Why is it that when Republicans talk about the pain Americans must endure for the wasteful and stupid decisions Congress makes, the first people they always target are seniors and children who are living in poverty? Where is the pain for the wealthiest Americans who continue to enjoy special tax breaks while our most vulnerable citizens needlessly suffer?

Let’s not forget some of the whoppers former Wyoming GOP Sen. Alan Simpson has told about Social Security over the years. He’s called Social Security recipients “greedy geezers” and infamously compared the program to “a cow with 310 million tits.” Simpson has described the whole program as a “Ponzi scheme” and claimed Social Security was never intended as a retirement program.

What Wyoming’s elder statesman ignores is that Social Security is an entitlement only in the sense that under the law the federal government is required to pay benefits to working Americans who paid into the program throughout their lives. It’s a promise our nation made to its citizens, and in no way is it a welfare program, despite Simpson’s derogatory declarations.

As co-chairman of Obama’s Commission on Fiscal Responsibility and Reform, Simpson couldn’t wait to get his hands around Social Security’s neck and squeeze. The Simpson-Bowles report that came out of that failed effort recommended cutting benefits by changing the way cost-of-living adjustments are calculated and raising the full retirement age to 69.

Unfortunately, Enzi, Sen. John Barrasso and Rep. Cynthia Lummis have rushed to embrace those proposals, which Republican leaders will try to make part of the upcoming budget negotiations. Sadly, it’s a game that the president seems all too willing to play, even though he campaigned for re-election promising to sustain and strengthen Social Security. Cutting benefits is a completely wrong-headed approach, but Obama and other Democrats seem to think it’s OK if they can work out a budget deal with Republicans.

Warren and the other progressive members of her party know how foolhardy and dangerous it is to reduce benefits when nearly two-thirds of seniors depend on their Social Security checks each month just to remain above the poverty line. “At its core, this is a conversation about our values. It is a conversation about who we are as a country and who we are as a people,” Warren said. “I believe we honor our promises, we make good on a system that millions of people paid into faithfully throughout their working years, and we support the right of every person to retire with dignity.”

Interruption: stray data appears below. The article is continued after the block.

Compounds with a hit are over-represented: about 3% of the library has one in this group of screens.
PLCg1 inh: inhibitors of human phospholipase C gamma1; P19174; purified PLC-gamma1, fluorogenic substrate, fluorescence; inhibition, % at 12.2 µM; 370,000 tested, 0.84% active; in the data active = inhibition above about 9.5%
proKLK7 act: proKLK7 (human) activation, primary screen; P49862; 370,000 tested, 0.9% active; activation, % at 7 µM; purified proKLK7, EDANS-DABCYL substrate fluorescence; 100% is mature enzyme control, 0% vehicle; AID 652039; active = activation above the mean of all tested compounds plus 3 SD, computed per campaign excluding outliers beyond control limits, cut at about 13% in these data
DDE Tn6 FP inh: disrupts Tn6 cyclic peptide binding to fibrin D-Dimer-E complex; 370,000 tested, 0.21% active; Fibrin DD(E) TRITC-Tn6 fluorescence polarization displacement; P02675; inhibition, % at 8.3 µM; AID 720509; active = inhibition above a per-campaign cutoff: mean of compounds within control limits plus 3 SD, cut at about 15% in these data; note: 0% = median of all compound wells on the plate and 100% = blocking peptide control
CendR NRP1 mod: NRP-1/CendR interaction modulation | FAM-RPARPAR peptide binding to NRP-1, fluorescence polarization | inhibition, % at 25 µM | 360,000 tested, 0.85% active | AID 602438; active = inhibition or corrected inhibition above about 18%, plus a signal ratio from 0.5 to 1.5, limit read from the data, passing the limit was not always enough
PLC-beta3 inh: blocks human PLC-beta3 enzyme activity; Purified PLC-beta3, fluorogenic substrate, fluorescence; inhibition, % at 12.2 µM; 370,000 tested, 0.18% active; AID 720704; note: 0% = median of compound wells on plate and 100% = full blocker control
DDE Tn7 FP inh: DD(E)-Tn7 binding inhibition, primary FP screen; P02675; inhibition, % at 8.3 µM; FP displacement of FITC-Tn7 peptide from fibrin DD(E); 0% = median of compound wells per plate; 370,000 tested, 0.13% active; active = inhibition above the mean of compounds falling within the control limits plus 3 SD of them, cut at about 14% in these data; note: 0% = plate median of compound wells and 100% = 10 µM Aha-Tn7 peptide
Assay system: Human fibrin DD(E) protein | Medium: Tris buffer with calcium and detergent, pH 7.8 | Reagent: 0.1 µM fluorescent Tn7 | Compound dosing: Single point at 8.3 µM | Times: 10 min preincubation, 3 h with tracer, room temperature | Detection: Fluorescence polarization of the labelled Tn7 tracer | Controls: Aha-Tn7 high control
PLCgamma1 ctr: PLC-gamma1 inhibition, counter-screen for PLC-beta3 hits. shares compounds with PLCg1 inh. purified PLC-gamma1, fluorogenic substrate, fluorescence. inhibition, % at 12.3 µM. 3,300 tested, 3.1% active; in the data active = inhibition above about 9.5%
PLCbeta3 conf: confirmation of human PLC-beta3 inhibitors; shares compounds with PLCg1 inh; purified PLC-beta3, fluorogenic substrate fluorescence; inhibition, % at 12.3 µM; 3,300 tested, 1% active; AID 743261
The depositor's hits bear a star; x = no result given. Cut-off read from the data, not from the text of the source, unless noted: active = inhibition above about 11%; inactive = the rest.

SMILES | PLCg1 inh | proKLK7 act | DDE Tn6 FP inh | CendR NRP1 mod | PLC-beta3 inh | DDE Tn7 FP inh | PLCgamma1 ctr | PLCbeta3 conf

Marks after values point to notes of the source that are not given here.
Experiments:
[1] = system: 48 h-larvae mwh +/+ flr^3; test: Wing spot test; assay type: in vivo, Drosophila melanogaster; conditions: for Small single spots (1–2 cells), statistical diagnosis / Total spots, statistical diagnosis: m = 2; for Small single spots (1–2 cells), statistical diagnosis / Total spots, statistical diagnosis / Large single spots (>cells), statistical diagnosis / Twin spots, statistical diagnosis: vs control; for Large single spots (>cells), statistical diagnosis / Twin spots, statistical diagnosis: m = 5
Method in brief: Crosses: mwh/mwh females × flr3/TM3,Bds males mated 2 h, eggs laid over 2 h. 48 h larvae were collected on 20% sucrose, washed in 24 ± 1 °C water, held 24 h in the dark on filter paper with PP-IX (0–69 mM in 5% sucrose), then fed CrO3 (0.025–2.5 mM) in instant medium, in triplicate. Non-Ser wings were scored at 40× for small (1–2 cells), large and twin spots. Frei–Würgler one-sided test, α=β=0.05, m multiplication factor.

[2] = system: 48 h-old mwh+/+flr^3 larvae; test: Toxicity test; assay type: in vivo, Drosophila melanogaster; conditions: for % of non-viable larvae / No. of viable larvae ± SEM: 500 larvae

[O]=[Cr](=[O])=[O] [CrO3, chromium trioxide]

Social Security can be preserved and even expanded, but it will only happen if the public insists on it. We can count on current recipients to kick and scream, but they’re going to need a lot of help from the future generations of retirees who – because of the blatant way Social Security has been lied about – are already convinced they will never see any benefits.

Here in Wyoming, we need to be vigilant about telling our congressional delegation not to use the need to revise a few elements of Social Security as an excuse to cut benefits. If they tell you the trust fund is “broke,” don’t let them get away with it. Demand that they scrap the cap instead of treating seniors as second-class citizens who don’t deserve to get what we promised them.

— Veteran Wyoming journalist Kerry Drake is the editor-in-chief of The Casper Citizen, a nonprofit, online community newspaper. It can be viewed at

— Columns are the signed perspective of the author, and do not necessarily reflect the views of WyoFile’s staff, board of directors or its supporters. WyoFile welcomes guest columns and op-ed pieces from all points of view. If you’d like to write a guest column for WyoFile, please contact WyoFile editor-in-chief Dustin Bleizeffer at

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Veteran Wyoming journalist Kerry Drake has covered Wyoming for more than four decades, previously as a reporter and editor for the Wyoming Tribune-Eagle and Casper Star-Tribune. He lives in Cheyenne and...

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  1. Well said and to the point. Thanks. Good to know there are others voicing sensable arguments from the wilderness.

  2. Please keep in mind the social security cap has increased from $51,300 in 1990 to $113,700 in 2013. While the rate has in fact been held steady – except for the so called economic stimulus period – more and more dollars have been deposited into Social Security every year because the tax goes up every year.